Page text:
By Forbes Staff
If you're reading this article instead of calling a client or crunching a spreadsheet, chances are you could be more focused at work. You're not alone.
According to a recent survey by Salary.com, the average employee admits to wasting about two hours of each eight-hour workday, not including
lunch or scheduled breaks.
The Internet doesn't help. Like the college roommate who keeps asking us to hang out when we know we have to study, the Web (and e-mail) provide so much distraction on a minute-by-minute, hour-by-hour basis that we can find it nearly impossible to give our full attention to higher-level tasks. And with few defined edges to many projects, we end up living in an endless jumble of work and life. We can book a trip to Turkey while participating in a conference call; we can send work e-mails from a towel on the beach in Cancun.
As the economy ebbs along with our focus, we have more to do and less time to do it. Enter the productivity experts. Their guru is David Allen, author of the 2001 book Getting Things Done: The Art of Stress-Free Productivity (GTD to its devotees). There's no one-size-fits-all approach to boosting productivity, but Allen and his ilk have some effective tactics you can use right now.
Here are five of them. If the economy continues to slump, they may just help you keep your job. See the full list here.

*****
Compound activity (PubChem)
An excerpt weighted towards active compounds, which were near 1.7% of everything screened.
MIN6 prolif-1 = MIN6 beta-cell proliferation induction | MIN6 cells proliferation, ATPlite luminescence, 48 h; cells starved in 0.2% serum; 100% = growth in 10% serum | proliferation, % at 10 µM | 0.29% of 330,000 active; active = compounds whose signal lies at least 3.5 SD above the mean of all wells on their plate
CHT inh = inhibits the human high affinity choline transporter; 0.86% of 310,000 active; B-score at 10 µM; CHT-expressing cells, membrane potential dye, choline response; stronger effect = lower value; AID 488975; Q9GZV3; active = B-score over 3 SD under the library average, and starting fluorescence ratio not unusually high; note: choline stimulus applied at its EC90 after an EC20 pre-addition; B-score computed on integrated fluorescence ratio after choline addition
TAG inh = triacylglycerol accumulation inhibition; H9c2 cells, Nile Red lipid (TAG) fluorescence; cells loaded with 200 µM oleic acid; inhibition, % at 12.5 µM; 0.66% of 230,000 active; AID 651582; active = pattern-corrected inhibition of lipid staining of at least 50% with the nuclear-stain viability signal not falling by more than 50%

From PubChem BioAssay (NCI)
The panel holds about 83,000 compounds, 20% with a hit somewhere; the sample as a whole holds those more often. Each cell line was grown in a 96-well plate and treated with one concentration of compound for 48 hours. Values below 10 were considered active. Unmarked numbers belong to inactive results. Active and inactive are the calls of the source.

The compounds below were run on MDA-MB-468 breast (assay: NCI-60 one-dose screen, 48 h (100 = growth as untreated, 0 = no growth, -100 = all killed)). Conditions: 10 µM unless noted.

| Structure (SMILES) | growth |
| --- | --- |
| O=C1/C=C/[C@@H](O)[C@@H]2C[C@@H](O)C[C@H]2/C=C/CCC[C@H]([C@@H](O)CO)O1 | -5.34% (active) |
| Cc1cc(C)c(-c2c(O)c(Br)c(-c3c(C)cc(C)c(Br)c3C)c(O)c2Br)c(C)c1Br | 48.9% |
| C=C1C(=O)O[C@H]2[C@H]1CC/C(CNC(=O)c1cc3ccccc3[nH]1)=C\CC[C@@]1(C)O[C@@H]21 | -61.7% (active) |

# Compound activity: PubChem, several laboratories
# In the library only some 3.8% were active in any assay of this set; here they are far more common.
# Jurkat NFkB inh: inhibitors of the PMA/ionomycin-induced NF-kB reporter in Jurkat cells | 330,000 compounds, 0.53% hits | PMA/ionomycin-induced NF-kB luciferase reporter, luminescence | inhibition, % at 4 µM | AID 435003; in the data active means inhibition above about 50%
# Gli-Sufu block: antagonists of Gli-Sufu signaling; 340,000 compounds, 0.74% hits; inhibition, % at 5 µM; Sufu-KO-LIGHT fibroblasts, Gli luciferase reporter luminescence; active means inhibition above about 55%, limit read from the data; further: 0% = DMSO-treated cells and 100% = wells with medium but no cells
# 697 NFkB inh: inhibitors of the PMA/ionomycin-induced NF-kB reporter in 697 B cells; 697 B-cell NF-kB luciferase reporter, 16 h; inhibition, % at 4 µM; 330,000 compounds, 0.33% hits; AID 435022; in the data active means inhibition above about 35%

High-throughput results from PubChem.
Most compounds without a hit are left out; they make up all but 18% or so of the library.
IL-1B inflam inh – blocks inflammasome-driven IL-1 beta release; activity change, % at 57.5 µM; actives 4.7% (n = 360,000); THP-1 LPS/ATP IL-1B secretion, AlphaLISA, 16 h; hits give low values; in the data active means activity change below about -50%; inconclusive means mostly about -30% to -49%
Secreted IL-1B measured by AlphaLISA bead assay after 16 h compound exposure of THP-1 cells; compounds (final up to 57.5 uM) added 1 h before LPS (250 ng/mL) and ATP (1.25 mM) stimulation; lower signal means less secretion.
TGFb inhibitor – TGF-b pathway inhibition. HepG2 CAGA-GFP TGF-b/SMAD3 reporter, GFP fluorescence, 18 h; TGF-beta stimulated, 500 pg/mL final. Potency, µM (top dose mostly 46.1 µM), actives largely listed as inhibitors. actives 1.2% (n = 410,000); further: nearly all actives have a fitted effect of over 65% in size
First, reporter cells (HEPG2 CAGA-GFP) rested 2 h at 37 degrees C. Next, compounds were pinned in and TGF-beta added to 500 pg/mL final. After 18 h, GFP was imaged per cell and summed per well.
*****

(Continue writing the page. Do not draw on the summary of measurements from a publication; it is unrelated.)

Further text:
Sounds counterintuitive, right? Truth is, we'd all be more productive if we checked e-mail only a few times a day rather than incessantly, says Allen.
Tame Your In-box
Technology is a wonderful servant but a terrible master. Allen says that if replying to or disposing of an e-mail takes less than two minutes, do so right away. Get rid of that annoying alert flashing on your computer every time a new e-mail comes in. Send less to receive less: Keep your e-mails short, and write fewer of them.
Learn How To Say "No"
It's only two letters but it can be the hardest word to get out. Again, avoid e-mail. If you can, try to help solve the requester's problem. For help on a related productivity killer, check out How To Tell Someone They're Wrong (And Make Them Feel Good About It).
Swear Off Social Media
If you don't need it for work, save Facebook for home and turn Twitter off during the work day. (For more on when and how-and how not-to use social media at work check out Ten Myths About Social Networking For Business.)
Bother To Make Use Of The Time You Save
Boosting productivity isn't just about making sure things get done and feeling more in control along the way. It's about freeing up time for deeper, creative thinking-perhaps about new products or other ways to generate revenue (or to cut costs). Schedule stretches of creative time throughout the day-mute your phone's ringer, close your door, avoid e-mail and think.
Now, isn't that better?
See more tips for achieving greater productivity at work on Forbes.com
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By Forbes Staff